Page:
In the JournalsPerspective

Unnecessary cardiac consults for hip fracture patients may lead to surgical delays, longer stays

In a retrospective review of hip fracture patients, researchers confirmed the overuse of preoperative cardiac consults without measureable changes in cardiac intervention, which could lead to delays in surgical intervention and longer hospital stays.

Researchers retrospectively identified 266 patients with hip fractures who were admitted to a level 1 trauma center from 2010 to 2012. Researchers recorded patients’ prehospitalization status, including ambulatory status, living situation and comorbidities, and reviewed charts for criteria that would meet the American College of Cardiology (ACC) and the American Heart Association (AHA) guidelines, as well as patients who received cardiac consult.

Results showed 21% of patients received preoperative cardiac consultations. Of the patients who received preoperative cardiac consultations, 29% met the ACC/AHA guidelines for preoperative cardiac evaluations and 71% received unnecessary cardiac consults, according to researchers. Researchers also noted 1.4% of patients who did not receive a cardiac consult met ACC/AHA guidelines.

Andrea Stitgen

Although there was no significant difference in the type of anesthesia received by patients who met ACC/AHA guidelines and patients who did not meet these guidelines, results showed increased monitoring by the anesthesiologist among patients who met these guidelines. According to study results, there was a significantly longer average time to surgery and a significantly longer hospital length of stay among patients who received a preoperative cardiac consult, but did not meet guidelines for cardiac consults. A comparison of patients who received a cardiac consult and patients who did not showed no significant differences in postoperative complications or disposition. – by Casey Tingle

Disclosure: The researchers report no relevant financial disclosures.

In a retrospective review of hip fracture patients, researchers confirmed the overuse of preoperative cardiac consults without measureable changes in cardiac intervention, which could lead to delays in surgical intervention and longer hospital stays.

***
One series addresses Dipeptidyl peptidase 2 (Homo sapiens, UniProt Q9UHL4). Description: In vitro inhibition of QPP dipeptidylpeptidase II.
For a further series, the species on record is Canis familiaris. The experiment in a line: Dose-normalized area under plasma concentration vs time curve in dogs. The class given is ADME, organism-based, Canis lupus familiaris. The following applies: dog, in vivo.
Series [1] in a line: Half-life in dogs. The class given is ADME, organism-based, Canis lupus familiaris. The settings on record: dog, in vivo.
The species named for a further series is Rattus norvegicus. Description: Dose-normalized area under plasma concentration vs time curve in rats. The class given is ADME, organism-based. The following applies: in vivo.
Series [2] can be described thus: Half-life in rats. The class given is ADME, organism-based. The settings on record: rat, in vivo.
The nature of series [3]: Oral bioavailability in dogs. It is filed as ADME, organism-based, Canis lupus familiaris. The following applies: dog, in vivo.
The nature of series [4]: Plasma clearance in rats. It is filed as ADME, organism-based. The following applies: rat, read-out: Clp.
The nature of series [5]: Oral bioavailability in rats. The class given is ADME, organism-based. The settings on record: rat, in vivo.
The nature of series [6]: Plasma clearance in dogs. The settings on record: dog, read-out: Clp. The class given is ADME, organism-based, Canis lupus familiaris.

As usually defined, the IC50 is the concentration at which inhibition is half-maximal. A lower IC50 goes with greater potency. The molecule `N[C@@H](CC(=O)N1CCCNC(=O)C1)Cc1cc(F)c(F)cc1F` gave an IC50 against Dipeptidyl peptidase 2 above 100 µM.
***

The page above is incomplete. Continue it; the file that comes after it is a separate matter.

Researchers retrospectively identified 266 patients with hip fractures who were admitted to a level 1 trauma center from 2010 to 2012. Researchers recorded patients’ prehospitalization status, including ambulatory status, living situation and comorbidities, and reviewed charts for criteria that would meet the American College of Cardiology (ACC) and the American Heart Association (AHA) guidelines, as well as patients who received cardiac consult.

Results showed 21% of patients received preoperative cardiac consultations. Of the patients who received preoperative cardiac consultations, 29% met the ACC/AHA guidelines for preoperative cardiac evaluations and 71% received unnecessary cardiac consults, according to researchers. Researchers also noted 1.4% of patients who did not receive a cardiac consult met ACC/AHA guidelines.

Andrea Stitgen

Although there was no significant difference in the type of anesthesia received by patients who met ACC/AHA guidelines and patients who did not meet these guidelines, results showed increased monitoring by the anesthesiologist among patients who met these guidelines. According to study results, there was a significantly longer average time to surgery and a significantly longer hospital length of stay among patients who received a preoperative cardiac consult, but did not meet guidelines for cardiac consults. A comparison of patients who received a cardiac consult and patients who did not showed no significant differences in postoperative complications or disposition. – by Casey Tingle

Disclosure: The researchers report no relevant financial disclosures.

    Perspective

    The authors have described a phenomenon that is well known to orthopedists — geriatric patients with hip fractures who often undergo unnecessary preoperative cardiac consultations and tests that lead to surgery delays and increased length of hospital stay. They found 71% of patients who had preoperative cardiac consults did not need them based on 2007 American College of Cardiology Foundation and American Heart Association developed guidelines. Furthermore, 53.8% of this group had additional cardiac testing, also presumably unnecessary. These consults and tests were associated with delay to surgery of nearly 1 day and length of stay 2 days longer than those who did not have consults. They found no difference in complications between groups.

    This article nicely quantifies the potential magnitude of unnecessary preoperative testing. However, their results are specific to one institution where all consult decisions were made by hospitalists. The reader should be stimulated to evaluate the status of their preoperative consult and testing protocols at their institutions.

    • William M. Ricci, MD
    • Orthopedics Today Editorial Board member Vice Chair and Trauma Service Chief Department of Orthopaedic Surgery Washington University School of Medicine St. Louis

    Disclosures: Ricci reports no relevant financial disclosures.